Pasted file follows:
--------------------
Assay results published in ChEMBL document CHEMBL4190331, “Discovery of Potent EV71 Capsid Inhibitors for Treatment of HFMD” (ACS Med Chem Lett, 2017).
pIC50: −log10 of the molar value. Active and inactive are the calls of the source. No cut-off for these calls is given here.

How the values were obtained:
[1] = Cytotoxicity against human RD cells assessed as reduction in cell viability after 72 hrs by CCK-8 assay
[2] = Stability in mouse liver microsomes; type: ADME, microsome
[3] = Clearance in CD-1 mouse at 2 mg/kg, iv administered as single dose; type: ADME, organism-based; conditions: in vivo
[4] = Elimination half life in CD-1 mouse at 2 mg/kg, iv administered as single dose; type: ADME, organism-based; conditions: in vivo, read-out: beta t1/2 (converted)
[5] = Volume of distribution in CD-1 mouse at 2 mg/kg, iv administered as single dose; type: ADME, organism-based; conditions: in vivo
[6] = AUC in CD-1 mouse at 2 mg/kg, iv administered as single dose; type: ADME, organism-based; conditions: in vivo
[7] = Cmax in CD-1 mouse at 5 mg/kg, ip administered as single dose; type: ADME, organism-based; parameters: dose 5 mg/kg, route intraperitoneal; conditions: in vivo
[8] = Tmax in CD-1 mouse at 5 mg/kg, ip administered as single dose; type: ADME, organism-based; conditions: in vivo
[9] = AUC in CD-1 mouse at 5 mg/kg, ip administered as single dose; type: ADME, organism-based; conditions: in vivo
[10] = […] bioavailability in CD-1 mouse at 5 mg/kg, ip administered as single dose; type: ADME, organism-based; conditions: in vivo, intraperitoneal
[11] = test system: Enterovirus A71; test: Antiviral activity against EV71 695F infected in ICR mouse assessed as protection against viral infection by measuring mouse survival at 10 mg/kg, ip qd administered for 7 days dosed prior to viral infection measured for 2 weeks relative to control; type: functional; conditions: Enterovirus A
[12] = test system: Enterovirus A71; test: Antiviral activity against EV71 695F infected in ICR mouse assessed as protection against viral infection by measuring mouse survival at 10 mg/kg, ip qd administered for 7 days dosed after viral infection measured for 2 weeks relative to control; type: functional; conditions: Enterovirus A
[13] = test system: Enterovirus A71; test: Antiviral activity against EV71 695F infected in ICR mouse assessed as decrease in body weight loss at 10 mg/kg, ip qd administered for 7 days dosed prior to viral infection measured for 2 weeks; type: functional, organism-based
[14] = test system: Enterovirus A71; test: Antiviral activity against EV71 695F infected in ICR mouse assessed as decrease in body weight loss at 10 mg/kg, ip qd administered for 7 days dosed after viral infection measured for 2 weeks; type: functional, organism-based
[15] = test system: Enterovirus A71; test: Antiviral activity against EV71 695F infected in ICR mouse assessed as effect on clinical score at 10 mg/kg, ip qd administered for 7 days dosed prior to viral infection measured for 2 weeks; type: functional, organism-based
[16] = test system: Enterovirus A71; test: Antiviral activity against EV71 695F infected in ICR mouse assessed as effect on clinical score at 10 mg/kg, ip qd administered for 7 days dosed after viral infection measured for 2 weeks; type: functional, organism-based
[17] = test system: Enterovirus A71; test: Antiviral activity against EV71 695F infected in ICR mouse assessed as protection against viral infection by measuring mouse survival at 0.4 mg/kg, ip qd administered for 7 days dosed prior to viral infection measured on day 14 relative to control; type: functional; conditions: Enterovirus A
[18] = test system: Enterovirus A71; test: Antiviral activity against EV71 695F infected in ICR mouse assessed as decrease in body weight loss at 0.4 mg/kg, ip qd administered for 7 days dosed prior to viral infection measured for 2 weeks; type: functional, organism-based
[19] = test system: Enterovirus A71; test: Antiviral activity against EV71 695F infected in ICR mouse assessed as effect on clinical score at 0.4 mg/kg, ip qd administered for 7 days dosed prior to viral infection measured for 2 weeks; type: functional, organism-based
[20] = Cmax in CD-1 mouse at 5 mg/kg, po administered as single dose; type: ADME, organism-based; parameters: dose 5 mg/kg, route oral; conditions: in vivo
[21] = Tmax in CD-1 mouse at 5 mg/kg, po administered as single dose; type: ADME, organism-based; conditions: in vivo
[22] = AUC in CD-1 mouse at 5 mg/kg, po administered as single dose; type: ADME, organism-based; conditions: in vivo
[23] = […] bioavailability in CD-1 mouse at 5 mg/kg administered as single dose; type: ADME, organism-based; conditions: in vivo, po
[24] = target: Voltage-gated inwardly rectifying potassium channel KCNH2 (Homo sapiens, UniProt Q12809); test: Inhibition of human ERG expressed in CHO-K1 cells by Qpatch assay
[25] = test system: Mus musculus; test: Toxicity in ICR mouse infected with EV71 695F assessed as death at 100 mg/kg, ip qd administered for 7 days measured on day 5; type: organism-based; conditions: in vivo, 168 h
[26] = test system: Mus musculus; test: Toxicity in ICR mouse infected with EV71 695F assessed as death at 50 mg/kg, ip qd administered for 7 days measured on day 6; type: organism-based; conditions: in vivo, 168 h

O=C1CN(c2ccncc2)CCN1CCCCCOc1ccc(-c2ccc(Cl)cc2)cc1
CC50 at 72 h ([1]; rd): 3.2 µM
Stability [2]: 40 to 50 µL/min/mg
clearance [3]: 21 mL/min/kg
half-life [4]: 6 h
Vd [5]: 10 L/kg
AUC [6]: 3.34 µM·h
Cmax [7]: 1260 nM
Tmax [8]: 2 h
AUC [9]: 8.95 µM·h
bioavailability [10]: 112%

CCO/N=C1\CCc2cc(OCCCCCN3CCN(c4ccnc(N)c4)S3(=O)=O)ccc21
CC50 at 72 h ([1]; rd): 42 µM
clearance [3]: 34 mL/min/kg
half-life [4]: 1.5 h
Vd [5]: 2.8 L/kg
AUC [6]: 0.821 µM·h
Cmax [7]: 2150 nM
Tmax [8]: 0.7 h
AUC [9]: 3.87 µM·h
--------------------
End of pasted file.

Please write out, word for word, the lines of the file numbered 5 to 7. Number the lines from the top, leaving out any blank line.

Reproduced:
[2] = Stability in mouse liver microsomes; type: ADME, microsome
[3] = Clearance in CD-1 mouse at 2 mg/kg, iv administered as single dose; type: ADME, organism-based; conditions: in vivo
[4] = Elimination half life in CD-1 mouse at 2 mg/kg, iv administered as single dose; type: ADME, organism-based; conditions: in vivo, read-out: beta t1/2 (converted)